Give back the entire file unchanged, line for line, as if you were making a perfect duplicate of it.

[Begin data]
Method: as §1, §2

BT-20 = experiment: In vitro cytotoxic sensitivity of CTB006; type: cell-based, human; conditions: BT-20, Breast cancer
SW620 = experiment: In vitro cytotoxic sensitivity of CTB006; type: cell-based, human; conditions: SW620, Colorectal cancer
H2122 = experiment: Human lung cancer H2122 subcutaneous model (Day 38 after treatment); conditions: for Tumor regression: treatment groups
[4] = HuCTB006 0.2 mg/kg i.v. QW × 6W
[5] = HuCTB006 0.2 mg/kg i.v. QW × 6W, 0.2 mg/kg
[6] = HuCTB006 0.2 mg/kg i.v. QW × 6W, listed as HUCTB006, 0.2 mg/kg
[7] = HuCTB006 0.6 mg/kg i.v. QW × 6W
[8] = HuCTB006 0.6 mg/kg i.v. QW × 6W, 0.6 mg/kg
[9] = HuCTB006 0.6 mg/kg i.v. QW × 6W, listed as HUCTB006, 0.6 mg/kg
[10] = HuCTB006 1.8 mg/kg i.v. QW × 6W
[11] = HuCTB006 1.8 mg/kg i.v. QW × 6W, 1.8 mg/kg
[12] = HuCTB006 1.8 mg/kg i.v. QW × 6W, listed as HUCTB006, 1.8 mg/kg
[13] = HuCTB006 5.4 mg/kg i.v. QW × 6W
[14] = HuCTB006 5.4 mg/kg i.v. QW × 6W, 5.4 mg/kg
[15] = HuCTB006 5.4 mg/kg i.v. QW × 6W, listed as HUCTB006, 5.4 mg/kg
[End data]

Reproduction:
Method: as §1, §2

BT-20 = experiment: In vitro cytotoxic sensitivity of CTB006; type: cell-based, human; conditions: BT-20, Breast cancer
SW620 = experiment: In vitro cytotoxic sensitivity of CTB006; type: cell-based, human; conditions: SW620, Colorectal cancer
H2122 = experiment: Human lung cancer H2122 subcutaneous model (Day 38 after treatment); conditions: for Tumor regression: treatment groups
[4] = HuCTB006 0.2 mg/kg i.v. QW × 6W
[5] = HuCTB006 0.2 mg/kg i.v. QW × 6W, 0.2 mg/kg
[6] = HuCTB006 0.2 mg/kg i.v. QW × 6W, listed as HUCTB006, 0.2 mg/kg
[7] = HuCTB006 0.6 mg/kg i.v. QW × 6W
[8] = HuCTB006 0.6 mg/kg i.v. QW × 6W, 0.6 mg/kg
[9] = HuCTB006 0.6 mg/kg i.v. QW × 6W, listed as HUCTB006, 0.6 mg/kg
[10] = HuCTB006 1.8 mg/kg i.v. QW × 6W
[11] = HuCTB006 1.8 mg/kg i.v. QW × 6W, 1.8 mg/kg
[12] = HuCTB006 1.8 mg/kg i.v. QW × 6W, listed as HUCTB006, 1.8 mg/kg
[13] = HuCTB006 5.4 mg/kg i.v. QW × 6W
[14] = HuCTB006 5.4 mg/kg i.v. QW × 6W, 5.4 mg/kg
[15] = HuCTB006 5.4 mg/kg i.v. QW × 6W, listed as HUCTB006, 5.4 mg/kg